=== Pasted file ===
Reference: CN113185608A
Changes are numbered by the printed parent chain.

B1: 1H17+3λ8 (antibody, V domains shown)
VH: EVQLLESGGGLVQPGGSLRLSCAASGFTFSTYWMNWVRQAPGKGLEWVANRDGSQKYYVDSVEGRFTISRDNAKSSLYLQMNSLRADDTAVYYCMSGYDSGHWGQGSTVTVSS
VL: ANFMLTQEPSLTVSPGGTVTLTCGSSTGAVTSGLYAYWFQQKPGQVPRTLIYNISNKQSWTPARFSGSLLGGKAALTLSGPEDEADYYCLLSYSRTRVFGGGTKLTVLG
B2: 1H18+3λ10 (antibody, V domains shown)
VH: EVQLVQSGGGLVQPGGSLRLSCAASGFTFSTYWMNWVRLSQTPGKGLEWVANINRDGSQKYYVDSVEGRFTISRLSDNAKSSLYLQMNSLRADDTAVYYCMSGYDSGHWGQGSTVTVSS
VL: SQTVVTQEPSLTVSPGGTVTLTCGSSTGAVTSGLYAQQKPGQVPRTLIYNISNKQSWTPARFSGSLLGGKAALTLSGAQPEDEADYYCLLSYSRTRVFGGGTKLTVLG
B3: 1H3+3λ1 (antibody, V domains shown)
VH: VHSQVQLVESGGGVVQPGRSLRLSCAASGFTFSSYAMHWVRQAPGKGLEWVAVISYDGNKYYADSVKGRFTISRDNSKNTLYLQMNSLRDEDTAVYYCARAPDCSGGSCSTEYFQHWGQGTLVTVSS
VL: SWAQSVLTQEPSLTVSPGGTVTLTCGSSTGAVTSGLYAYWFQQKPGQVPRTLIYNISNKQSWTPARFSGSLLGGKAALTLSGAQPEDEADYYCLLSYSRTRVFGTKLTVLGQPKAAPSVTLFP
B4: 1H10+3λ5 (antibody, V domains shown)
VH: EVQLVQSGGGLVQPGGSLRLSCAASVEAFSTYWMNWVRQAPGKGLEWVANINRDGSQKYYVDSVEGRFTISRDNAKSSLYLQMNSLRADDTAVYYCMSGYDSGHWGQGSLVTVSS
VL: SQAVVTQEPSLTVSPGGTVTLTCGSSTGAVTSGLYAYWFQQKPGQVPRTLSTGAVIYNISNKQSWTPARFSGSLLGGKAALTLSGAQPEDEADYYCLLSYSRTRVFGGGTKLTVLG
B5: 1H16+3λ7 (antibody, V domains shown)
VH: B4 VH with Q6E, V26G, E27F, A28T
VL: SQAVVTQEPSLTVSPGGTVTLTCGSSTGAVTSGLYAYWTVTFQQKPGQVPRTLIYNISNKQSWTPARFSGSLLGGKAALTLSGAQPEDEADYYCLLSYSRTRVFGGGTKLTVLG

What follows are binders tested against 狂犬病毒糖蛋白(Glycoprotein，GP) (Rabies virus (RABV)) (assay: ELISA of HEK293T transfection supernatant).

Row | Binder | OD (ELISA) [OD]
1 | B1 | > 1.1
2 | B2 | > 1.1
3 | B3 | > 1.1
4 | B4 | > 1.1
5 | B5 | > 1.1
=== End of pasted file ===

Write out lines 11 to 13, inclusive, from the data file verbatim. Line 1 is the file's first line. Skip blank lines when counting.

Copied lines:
VL: SWAQSVLTQEPSLTVSPGGTVTLTCGSSTGAVTSGLYAYWFQQKPGQVPRTLIYNISNKQSWTPARFSGSLLGGKAALTLSGAQPEDEADYYCLLSYSRTRVFGTKLTVLGQPKAAPSVTLFP
B4: 1H10+3λ5 (antibody, V domains shown)
VH: EVQLVQSGGGLVQPGGSLRLSCAASVEAFSTYWMNWVRQAPGKGLEWVANINRDGSQKYYVDSVEGRFTISRDNAKSSLYLQMNSLRADDTAVYYCMSGYDSGHWGQGSLVTVSS